Compound interest is one of the most powerful and important concepts in personal finance. In fact, it’s the secret to multiplying your money at an accelerated rate — whether you prefer saving, investing or both. But what is compound interest?

**Compound interest (or CI) is simply the interest you earn on your interest. In other words, it’s the returns on the original amount you’ve saved or invested (your principal) and any other interest you might have gained earlier. It’s a powerful concept that can help your money grow over time.**

In this article, we’ll show you how compound interest works and explore how you can calculate compound interest on your savings or investments. Then, we’ll dive into the Rule of 72 and discuss how you can make the most of compound interest in Nigeria today.

## What is compound interest and how does it work?

We’ve always highlighted the importance of saving and investing here on the PiggyVest Blog, but our advice would be incomplete if we didn’t tell you about the **wealth-creating powers** of compound interest.

So, how does it work?

Well, imagine you have some money and decide to pay yourself first by saving or investing a part of it (as the 50-30-20 budgeting rule suggests). You could put it in a safe and secure platform like PiggyVest to earn some extra money.

This extra money is your **interest**. If you use PiggyVest, you can earn up to 35% interest yearly — depending on which saving or investing option you choose.

With compound interest, you get a little bonus — not just on the original money (or principal) you put in — but also on the extra cash (interest) you’ve earned. Then, this new bonus gets added to your account — and next time, the bonus is calculated on that bigger amount. Over time, you keep getting bonuses on your bonuses, and your money grows faster than if you only got bonuses on the original amount.

An excellent way to think about it is to imagine your principal as a party. Compound interest is the DJ playing a mashup of Amapiano and Afrobeats. As the party goes on, not only does the DJ spin tracks for your original guests but also for the new friends who join.

So, the longer the party goes on, the more lively and entertaining it becomes!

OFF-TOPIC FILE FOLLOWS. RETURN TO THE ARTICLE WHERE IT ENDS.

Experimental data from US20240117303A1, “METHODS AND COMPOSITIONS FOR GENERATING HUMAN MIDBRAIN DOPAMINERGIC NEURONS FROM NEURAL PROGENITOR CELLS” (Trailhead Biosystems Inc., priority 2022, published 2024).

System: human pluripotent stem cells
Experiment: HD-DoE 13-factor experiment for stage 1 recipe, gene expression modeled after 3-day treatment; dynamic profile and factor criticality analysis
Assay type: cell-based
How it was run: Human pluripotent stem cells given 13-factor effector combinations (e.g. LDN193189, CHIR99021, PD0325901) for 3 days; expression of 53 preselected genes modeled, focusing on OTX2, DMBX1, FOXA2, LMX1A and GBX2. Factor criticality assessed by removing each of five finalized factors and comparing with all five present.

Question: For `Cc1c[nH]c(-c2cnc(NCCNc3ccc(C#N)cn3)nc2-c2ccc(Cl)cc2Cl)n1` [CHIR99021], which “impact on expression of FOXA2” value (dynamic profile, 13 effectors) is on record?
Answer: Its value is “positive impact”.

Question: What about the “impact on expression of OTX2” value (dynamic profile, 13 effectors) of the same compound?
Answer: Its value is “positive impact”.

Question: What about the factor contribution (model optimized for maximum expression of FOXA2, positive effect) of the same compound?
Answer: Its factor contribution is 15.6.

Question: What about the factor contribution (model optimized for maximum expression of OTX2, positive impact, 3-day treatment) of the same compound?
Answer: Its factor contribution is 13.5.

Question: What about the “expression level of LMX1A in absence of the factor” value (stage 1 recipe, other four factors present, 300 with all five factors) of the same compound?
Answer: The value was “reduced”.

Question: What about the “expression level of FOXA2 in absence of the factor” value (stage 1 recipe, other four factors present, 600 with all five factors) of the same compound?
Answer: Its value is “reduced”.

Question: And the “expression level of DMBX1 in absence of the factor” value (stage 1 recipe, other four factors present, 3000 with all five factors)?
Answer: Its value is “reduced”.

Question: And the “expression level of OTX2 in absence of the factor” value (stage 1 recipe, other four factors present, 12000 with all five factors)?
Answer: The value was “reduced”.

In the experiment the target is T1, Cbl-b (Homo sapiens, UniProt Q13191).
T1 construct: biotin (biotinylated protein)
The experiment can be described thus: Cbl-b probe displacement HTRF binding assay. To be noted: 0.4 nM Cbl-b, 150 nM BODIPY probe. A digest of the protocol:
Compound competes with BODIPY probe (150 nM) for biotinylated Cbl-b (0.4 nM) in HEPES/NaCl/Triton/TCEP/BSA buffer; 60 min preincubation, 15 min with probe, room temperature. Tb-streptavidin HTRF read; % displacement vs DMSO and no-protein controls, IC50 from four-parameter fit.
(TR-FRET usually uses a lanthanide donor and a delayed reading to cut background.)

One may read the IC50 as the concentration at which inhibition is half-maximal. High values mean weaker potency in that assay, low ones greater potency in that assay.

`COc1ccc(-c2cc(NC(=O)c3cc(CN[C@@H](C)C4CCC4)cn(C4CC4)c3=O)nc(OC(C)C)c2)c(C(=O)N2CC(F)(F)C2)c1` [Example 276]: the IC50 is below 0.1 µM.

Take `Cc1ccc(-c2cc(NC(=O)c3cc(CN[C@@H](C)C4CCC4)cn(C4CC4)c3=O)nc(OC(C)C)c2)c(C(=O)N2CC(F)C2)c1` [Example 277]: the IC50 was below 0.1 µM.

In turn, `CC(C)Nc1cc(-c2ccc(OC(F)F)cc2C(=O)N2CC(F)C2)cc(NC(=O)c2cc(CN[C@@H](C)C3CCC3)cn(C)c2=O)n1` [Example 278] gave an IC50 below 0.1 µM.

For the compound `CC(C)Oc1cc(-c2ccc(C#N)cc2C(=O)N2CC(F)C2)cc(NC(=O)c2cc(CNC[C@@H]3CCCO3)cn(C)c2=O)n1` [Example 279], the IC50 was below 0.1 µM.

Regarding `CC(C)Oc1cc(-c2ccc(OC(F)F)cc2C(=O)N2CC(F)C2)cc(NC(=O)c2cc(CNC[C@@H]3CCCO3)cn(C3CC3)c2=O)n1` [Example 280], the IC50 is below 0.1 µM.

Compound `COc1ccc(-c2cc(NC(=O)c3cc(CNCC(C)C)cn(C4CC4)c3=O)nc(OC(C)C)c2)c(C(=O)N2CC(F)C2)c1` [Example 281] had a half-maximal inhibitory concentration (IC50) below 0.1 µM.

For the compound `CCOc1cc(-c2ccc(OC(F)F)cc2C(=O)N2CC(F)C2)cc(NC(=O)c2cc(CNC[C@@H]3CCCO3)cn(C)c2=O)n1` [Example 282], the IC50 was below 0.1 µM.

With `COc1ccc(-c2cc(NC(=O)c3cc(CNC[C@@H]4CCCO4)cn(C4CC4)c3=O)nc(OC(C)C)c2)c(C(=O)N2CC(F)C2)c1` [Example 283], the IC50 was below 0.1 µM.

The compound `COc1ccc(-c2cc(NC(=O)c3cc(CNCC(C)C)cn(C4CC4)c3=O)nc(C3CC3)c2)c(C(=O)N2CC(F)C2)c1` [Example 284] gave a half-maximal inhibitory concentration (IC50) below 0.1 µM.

## What is the compound interest formula?

Now that we’ve gotten the explanation and definition out of the way, let’s get a bit technical. As you’d expect, compound interest relies on a formula. You can use this formula to determine **how much money you’ll have** if you save or invest in an asset offering compound interest returns.

Here’s the compound interest formula:

**CI = P ( 1 + I/n ) ^{nt} – P**

Where:

- CI is the compound interest at the end of the period
- P is your principal
- I is the annual interest rate
- t is the number of years you’re saving or investing
- n is the number of compounding periods per year

To calculate compound interest, you multiply the initial principal amount by one plus the annual interest rate divided by the number of compounding periods per year, raised to the power of the number of compound periods multiplied by the number of compounding periods per year. Then, subtract the total initial principal from the calculated value.

To illustrate, let’s say you decide to save **₦1,000,000** for **five years** in an opportunity that **compounds annually** (once a year) with an **interest rate of 7%**. Your interest at the end of the **first year** will be **₦70,000**. At the end of the **second year**, it’ll be **₦144,900**.

A fundamental assumption with compounding is that you reinvest the interest you earn at the same rate (or a better rate) than the original investment. In this example, the 7% interest is constant year-on-year.